Preston Irish Pattern Chariot Planes
The Preston name has long been associated with quality early
English toolmaking. Founded in 1825 and continuing until 1932,
the business recorded more than 25 patents and 35 registered designs.
The early years focused on wooden plane, rule and level manufacture.
By 1865, Edward Preston Junior joined his father's business
and the company started producing a variety of metal tools and
castings that won it the respect of other English toolmakers.
Its metal products exemplified superb design elements and the
distinctive Victorian embellishments found on some may never
be replicated. Today, some of the more practical designs are
being successfully copied by other tool companies, more than 100
years later. The Preston firm was located in Birmingham, unlike
most of the other metal-trade manufacturers, which were established
The Irish Pattern Chariot, as described in the 1909 Preston
catalog, was technically a bevel-up block plane, but was classed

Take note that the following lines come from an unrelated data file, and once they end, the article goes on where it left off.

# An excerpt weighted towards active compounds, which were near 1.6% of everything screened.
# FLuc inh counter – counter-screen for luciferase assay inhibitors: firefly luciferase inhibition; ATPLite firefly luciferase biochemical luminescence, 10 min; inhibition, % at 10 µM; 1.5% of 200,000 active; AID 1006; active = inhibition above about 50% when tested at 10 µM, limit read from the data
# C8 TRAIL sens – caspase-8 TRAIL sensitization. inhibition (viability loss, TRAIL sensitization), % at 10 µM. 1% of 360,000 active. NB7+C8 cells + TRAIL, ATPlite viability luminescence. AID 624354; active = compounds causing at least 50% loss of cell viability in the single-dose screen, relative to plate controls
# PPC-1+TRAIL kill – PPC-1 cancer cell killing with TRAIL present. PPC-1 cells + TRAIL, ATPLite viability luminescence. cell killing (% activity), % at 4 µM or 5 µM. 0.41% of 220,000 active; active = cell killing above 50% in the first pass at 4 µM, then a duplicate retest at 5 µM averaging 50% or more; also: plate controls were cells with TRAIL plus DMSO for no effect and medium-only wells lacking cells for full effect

as a chariot. It's clear that conventionality was tossed aside
when it was categorized as Irish; whether this was an advertising
gambit, a product of innovative marketing research, some sly
humor, or the result of numerous Irish customers asking for
such a tool will never be known. The accepted and usual length
of a chariot plane is in the 3-1/2" to 6" range. In
this case, the length advertised in the catalog is 7-1/2"
long with a 1-3/4" wide blade. With its swept-back sides,
the intention of the design, in some way, may have been to replicate
the look of an early Roman chariot, hence the name. The large
wedge placed between the sides gives a place for the hand to
rest. The plane was advertised as having an adjustable insert
mouth and came in two versions, malleable iron and bronze. The
recessed areas of the malleable iron version were usually painted.